The Best Gift
BY BETH BOLTHOUSE, LEAD TEAM MEMBER AND SMALL GROUP LEADER, FRONT PORCH CHURCH
I remember as a little girl how exciting it was to anticipate Christmas morning.
Every Christmas Eve, my sister, brother and I would put together a plate of Krullers (also known as powdered donuts) with a glass of milk and set it out for Santa. My mom told us that was his favorite snack, and we found it so curious that it was also our dad’s favorite snack (never putting it together that Santa and dad were one and the same). Then we would go to bed earlier than normal to ensure that Santa could arrive unseen and be able to leave presents for Christmas morning.
The anticipation made it difficult to fall asleep but once we did, we slept soundly and awakened to the thrill of going downstairs to find overflowing stockings and presents of all sizes waiting for us. There we found a few things we had hoped for and a few things we hadn’t, but the joy of finding these surprises brought a lot of happiness.
Those days are long gone now. The older I’ve grown, Christmas has become less about getting and more about giving, less about decoration and more about caring, less about Santa and more about sensitivity to the needs of others. So with that in mind, here are a few thoughts about what may be the best, most important and meaningful gift we could ever give to others and even to ourselves: the Gift of Love.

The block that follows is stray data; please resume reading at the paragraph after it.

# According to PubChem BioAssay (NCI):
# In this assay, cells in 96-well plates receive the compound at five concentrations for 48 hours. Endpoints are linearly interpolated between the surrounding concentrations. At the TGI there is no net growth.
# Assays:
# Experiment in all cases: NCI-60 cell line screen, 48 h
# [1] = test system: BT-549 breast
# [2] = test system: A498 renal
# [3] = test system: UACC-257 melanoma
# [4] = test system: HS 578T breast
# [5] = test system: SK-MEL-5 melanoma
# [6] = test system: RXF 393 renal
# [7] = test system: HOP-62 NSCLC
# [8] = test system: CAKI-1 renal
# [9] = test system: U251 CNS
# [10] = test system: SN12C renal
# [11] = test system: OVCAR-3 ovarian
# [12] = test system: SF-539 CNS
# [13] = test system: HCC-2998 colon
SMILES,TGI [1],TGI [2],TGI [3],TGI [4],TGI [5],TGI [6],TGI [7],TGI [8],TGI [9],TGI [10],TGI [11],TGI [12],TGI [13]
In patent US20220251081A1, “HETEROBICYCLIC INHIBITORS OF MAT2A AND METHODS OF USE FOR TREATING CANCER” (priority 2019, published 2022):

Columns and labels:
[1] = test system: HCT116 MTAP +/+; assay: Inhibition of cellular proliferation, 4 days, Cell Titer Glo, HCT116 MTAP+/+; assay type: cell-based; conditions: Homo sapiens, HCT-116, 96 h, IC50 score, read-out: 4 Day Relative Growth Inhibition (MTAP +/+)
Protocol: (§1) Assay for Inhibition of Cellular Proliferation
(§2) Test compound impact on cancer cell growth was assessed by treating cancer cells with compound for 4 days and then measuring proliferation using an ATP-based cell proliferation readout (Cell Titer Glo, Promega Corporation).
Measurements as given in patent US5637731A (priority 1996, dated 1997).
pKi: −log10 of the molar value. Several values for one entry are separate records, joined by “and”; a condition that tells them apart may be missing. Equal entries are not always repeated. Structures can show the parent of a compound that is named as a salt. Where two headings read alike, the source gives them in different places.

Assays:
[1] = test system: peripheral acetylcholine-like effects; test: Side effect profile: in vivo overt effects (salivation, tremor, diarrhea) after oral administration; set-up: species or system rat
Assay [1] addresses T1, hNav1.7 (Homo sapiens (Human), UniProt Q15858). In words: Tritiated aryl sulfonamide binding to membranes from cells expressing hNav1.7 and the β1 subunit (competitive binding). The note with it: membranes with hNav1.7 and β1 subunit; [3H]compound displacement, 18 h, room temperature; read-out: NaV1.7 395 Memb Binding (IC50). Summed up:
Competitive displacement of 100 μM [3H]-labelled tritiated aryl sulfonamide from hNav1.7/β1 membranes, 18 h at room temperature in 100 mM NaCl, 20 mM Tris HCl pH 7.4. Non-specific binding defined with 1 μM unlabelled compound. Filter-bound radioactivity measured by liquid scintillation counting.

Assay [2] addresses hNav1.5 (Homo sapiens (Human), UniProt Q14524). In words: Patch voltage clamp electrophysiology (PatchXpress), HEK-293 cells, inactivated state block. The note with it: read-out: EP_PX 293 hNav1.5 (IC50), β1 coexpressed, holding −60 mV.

The Gift of Love. There are many books and songs written about love, telling us it makes the world go ‘round, all you need is love, and love is a many splendored thing. Poets have waxed eloquent about love: “How do I love thee? Let me count the ways” (Elizabeth Barrett Browning); “Many waters cannot quench love; rivers cannot sweep it away” (King Solomon, Song of Songs 8:7). The Apostle Paul wrote in 1 Corinthians 13 that of all the gifts we treasure and desire, “the greatest of these is love.” Love began with God and has continued on ever since.
It might even be said that love is more important than anything else because God commanded us to love Him and love others – the two most important truths to live by (Matthew 22:36-40). John, one of Christ’s disciples, wrote a meaningful exposé about love encouraging us, “let us continue to love one another, for love comes from God” (1 John 4:7). Throughout both the Old and New Testaments we read over and over that the primary thing God wants from His children is love (Deuteronomy 10:12; Micah 6:8; Colossians 2:2 to name a few). The reality is, without love we are nothing (Corinthians 13:2).
Loving God and loving others doesn’t mean that we are not to love ourselves in healthy ways. God created you and me with worth and value, and He wants us to be loving toward ourselves, too. One of my favorite metaphors was shared years ago by a youth leader who worked with teen girls in the area of self-esteem. She used three types of cups to demonstrate the importance God places on us and to emphasize how we are to love ourselves.